Farm Ireland

Friday 19 January 2018

Mix and match energy, protein and minerals for winter feed rations

Siobhan Kavanagh

For any farmer who will be home mixing rations this winter, there are essentially three main components to the ration -- energy, protein and minerals. For first-timers, it is important to bear in mind factors such as storage and handling facilities, labour, value relative to purchased rations, and DAFM registration requirements.

The main sources of energy to choose from include starch (barley, wheat, maize), digestible fibres (pulps and hulls). Barley and wheat have similar feeding value.

Ideally, farmers that are home mixing want to use high inclusion ingredients and barley is the best choice here. There is a lot of interest in maize grain, particularly in beef finishing diets. It is a high energy feed which is worth 5-8pc more than barley. The price differential between barley and maize meal is likely to be closer to 25-30pc, making it poor value. A high energy ration, which will deliver performance and good carcass characteristics, can be achieved without maize meal in most situations.


The main digestible fibre sources available are citrus pulp, beet pulp and soya hulls. Traditionally, citrus pulp was the primary digestible fibre source used on farms but given the price of advantage of soya hulls presently (€20-30/t), soya hulls it may be worth considering. It is lower in energy (0.92 UFV versus 1.00) but higher in protein (10-12pc versus 6pc) than citrus pulp. Soya hulls is available in pellet form but the quality of the pellet can be variable. Check it out before buying for home mixing as the poorly pelleted type can be very dusty and difficult to handle.

The main protein feeds for home mixing are soyabean meal, distillery grains, maize gluten feed and rapeseed meal. Distillers grains appear to be good value at the moment, relative to other protein feeds. This will work well in most beef feeding programmes but a combination of soyabean meal and distillers grains or rapeseed meal may be necessary in winter milk herds.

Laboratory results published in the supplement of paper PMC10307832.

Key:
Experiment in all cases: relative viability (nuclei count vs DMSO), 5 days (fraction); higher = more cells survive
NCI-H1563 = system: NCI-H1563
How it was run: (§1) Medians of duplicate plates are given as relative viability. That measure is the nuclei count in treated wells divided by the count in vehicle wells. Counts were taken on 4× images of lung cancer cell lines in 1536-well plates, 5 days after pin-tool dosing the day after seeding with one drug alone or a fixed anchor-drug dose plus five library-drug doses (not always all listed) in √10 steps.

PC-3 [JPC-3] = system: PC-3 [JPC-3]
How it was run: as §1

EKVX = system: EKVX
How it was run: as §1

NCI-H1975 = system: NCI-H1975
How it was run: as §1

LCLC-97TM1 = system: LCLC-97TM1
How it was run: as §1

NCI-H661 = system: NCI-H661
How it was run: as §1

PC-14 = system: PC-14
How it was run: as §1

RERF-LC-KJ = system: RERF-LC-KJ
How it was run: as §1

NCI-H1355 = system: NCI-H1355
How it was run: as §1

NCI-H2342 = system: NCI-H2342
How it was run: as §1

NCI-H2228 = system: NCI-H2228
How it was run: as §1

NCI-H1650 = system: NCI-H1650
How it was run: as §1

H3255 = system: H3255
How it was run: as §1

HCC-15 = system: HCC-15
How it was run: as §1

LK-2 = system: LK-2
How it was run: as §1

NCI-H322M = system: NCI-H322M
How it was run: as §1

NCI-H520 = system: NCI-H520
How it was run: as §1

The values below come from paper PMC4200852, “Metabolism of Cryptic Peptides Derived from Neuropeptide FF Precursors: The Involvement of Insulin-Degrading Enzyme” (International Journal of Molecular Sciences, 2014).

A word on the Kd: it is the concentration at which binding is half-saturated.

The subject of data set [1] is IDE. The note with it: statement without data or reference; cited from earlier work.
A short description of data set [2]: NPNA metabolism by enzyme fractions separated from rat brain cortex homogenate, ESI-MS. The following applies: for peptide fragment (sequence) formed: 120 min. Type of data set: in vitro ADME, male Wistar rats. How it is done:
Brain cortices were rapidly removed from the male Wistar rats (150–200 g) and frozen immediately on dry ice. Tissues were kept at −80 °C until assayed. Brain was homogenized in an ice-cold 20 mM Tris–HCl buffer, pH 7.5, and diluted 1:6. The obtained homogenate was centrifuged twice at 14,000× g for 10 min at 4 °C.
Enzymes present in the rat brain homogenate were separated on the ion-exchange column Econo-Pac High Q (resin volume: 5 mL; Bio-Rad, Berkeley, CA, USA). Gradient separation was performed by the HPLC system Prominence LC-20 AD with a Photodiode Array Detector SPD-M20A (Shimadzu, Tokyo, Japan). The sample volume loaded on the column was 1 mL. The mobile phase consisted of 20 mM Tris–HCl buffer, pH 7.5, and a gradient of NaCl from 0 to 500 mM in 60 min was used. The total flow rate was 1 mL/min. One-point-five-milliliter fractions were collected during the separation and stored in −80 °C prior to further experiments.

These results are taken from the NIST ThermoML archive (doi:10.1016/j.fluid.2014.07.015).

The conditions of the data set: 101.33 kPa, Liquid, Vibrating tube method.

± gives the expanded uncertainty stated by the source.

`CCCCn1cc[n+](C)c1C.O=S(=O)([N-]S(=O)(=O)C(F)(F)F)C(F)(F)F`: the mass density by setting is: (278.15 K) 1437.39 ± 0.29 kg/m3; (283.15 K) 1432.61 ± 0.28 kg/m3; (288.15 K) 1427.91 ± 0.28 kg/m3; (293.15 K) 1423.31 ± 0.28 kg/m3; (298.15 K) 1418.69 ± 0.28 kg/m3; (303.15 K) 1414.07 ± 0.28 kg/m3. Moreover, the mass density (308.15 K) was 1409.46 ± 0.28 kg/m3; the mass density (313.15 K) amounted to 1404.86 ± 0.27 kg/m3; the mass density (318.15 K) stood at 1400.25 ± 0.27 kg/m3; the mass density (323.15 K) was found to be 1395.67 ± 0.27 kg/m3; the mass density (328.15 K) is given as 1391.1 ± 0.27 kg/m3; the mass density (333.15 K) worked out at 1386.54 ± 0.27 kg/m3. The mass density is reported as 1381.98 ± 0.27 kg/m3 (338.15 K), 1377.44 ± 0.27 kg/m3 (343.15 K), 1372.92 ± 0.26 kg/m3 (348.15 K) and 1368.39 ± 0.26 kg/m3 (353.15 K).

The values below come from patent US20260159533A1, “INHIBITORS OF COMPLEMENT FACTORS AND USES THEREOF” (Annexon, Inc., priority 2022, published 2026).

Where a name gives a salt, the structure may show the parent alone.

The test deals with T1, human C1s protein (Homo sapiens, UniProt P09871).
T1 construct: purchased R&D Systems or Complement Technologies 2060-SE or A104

Don't forget the minerals. All diets need to be balanced for minerals. It is important to be particularly careful if feeding alternative forages, high levels of cereal or other wet by-products. We get very concerned about trace elements such as copper, selenium, iodine, etc, but in a lot of situations it's the major elements such as calcium, phosphorus, magnesium and sodium that are not correctly balanced.

Every year there is some interest in feeding everything from Tic Tacs to chocolate to carrots. A number of factors need to be considered when looking at them:

Also Read

•What is the dry matter (DM) of the feed? You do not want to be paying for water.

•What is the nutritive value and how variable is this?

•How is it stored? What extra handling and storage facilities are needed on the farm?

•How much, when and where is the feed available?

•What particular nutrients is it high/low in?

•Are there large storage losses associated with it?

•Don't automatically assume that it will be cheaper than a purchased ration.

•Does it contain chemical residues or other banned compounds?

Only buy feed ingredients and co-products from suppliers that have the appropriate licensing for what they are selling.

It's your single farm payment that will be in jeopardy if the supplier is not appropriately licensed.

Indo Farming